Birding from the car
If you want to watch waterfowl without flushing them, birding from your car is a good way to go. The car not only serves as a blind keeping waterfowl and other wary water birds at ease; it also keeps you warm and dry on wet and blustery days. Park at any one of the drivable jetties along the coast this time of year and you should easily see a variety of birds that winter along the Oregon coast either in the Pacific Ocean or within our bays and estuaries. Look for western grebes, buffleheads, surf scoters, great blue herons and brown pelicans. Take a trip upriver and enjoy and abundance of wintering waterfowl like American wigeon, green-winged teal, mallard, and northern pintail. Some hotspots for watching waterfowl are Eckmann Lake near Waldport, Coquille River Valley near Bandon and Tillamook and Yaquina bays.
During the week of Christmas sunny weather gave watchers a clear view of the grey whale migration with 16,000 total sightings along the Oregon coast. That’s more than 10 times the number of sightings the Depoe Bay Whale Watch Center logged for the same week last year.
“The weather has been fantastic for whale watching,” said Melinna, a seasonal staff member at the center.
The week between Christmas and New Year’s Day is usually the height of the migration past Oregon. Melinna said there can be as many as 30 whales per hour moving past a single point on the coast. Most whales are one to five miles offshore. The 16,000 sightings included multiple sightings of the same whale or group of whales, she said.
But there is still plenty of action for whale watchers. The migration continues in earnest into mid-January with the youngest whales passing the coast later in the month. About 18,000 gray whales will pass by the Oregon coast.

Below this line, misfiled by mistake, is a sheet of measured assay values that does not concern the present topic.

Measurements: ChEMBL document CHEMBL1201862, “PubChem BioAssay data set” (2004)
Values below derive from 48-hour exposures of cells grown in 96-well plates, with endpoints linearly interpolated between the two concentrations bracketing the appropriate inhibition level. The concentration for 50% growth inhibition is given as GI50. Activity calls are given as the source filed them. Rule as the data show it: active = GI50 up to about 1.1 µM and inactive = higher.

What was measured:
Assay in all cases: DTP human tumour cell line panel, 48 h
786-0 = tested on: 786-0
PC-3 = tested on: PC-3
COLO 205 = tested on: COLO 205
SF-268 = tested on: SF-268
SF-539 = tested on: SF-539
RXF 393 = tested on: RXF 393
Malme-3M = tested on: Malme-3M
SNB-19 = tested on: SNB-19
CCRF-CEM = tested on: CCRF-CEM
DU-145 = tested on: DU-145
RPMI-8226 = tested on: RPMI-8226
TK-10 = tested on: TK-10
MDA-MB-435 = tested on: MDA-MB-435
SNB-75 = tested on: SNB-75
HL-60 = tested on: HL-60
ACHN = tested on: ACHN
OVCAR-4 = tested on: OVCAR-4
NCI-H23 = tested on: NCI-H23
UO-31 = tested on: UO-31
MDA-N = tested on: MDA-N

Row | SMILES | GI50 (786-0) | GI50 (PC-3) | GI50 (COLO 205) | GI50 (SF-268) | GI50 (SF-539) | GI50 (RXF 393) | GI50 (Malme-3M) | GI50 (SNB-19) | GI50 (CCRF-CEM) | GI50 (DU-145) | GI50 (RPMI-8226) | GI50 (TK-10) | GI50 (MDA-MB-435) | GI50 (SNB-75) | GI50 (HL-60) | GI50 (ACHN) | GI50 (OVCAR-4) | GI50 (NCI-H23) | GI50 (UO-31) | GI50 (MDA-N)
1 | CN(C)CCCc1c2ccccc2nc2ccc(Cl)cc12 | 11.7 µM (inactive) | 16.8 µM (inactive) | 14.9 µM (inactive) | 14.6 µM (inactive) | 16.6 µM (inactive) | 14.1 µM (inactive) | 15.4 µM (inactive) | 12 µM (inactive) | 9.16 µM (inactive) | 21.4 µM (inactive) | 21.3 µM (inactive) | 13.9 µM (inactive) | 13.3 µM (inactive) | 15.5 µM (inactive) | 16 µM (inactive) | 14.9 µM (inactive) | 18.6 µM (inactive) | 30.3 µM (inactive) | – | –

Recent tagging studies by Oregon State University scientists show that most gray whales only stay about three weeks in the warm waters off Baja, Mexico. Then they head back to the cold, but plankton-rich waters of the north Pacific. The exception is mothers and calves, which stay on the breeding grounds between two and three months.
Big Pacific storms can make whale watching difficult with wind and waves obscuring signs of the grey whale migration. To watch the migration, it is best to pick a calm day and find a view point that is high enough to spot the spouts. Learning good binocular technique will help spot the whales. Gaze out onto the ocean, focusing on medium distances until you see a puff of white. Then raise your binoculars while continuing to look at the place you saw the puff. This technique takes some practice, but generally works better than swinging the binoculars around looking for something. Just keep your eyes focused on the whale and raise the binoculars to your eyes, looking through them, not into them.
A gray whale's blow is up to 15 feet high, and each blow is visible for about five seconds. When warm, moist air exhaled from the animals' lungs meets the cool air at the ocean surface, it creates the bushy column called a blow, or spout. Anticipate that the whale will dive for three to six minutes, then surface for three to five blows in row, 30 to 50 seconds apart, before diving deep for three to six minutes again
Gray whales are the most coastal of the baleen whales and are often found within a few miles of shore as they migrate from Alaska to Baja. Gray whales have baleen instead of teeth. To feed, they fill their vast mouths with mud from the sea bottom and strain it through their baleen to capture amphipods and other small animals. This is the only type of whale to feed in this manner.